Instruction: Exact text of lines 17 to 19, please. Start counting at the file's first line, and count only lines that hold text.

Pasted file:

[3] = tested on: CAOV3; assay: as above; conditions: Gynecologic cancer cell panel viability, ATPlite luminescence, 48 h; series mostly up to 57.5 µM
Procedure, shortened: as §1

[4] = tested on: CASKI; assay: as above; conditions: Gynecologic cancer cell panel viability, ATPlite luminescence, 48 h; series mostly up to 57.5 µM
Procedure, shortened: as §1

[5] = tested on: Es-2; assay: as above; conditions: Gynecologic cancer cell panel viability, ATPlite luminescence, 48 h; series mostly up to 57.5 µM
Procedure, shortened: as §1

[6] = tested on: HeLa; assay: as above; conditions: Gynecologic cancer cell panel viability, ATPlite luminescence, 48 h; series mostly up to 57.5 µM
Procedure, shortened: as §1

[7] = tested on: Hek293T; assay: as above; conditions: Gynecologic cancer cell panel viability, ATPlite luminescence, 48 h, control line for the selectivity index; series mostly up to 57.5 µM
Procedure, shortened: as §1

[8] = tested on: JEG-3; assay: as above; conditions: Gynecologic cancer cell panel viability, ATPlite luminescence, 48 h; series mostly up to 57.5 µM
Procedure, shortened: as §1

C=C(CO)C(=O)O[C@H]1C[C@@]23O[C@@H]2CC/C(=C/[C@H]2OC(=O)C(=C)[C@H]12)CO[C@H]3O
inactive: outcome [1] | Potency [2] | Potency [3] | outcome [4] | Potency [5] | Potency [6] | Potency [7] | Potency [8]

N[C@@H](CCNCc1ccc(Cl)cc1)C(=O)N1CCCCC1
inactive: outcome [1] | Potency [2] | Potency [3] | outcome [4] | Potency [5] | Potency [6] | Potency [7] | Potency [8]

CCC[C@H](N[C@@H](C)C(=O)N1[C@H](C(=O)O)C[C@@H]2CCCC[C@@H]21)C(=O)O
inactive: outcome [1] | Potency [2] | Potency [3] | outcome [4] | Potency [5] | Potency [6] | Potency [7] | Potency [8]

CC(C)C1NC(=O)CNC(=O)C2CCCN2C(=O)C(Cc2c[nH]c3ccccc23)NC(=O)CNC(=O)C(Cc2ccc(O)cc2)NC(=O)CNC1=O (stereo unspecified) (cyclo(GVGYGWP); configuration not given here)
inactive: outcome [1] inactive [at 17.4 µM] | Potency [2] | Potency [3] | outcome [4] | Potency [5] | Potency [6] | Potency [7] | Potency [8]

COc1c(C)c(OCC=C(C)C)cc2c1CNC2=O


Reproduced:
CCC[C@H](N[C@@H](C)C(=O)N1[C@H](C(=O)O)C[C@@H]2CCCC[C@@H]21)C(=O)O
inactive: outcome [1] | Potency [2] | Potency [3] | outcome [4] | Potency [5] | Potency [6] | Potency [7] | Potency [8]

CC(C)C1NC(=O)CNC(=O)C2CCCN2C(=O)C(Cc2c[nH]c3ccccc23)NC(=O)CNC(=O)C(Cc2ccc(O)cc2)NC(=O)CNC1=O (stereo unspecified) (cyclo(GVGYGWP); configuration not given here)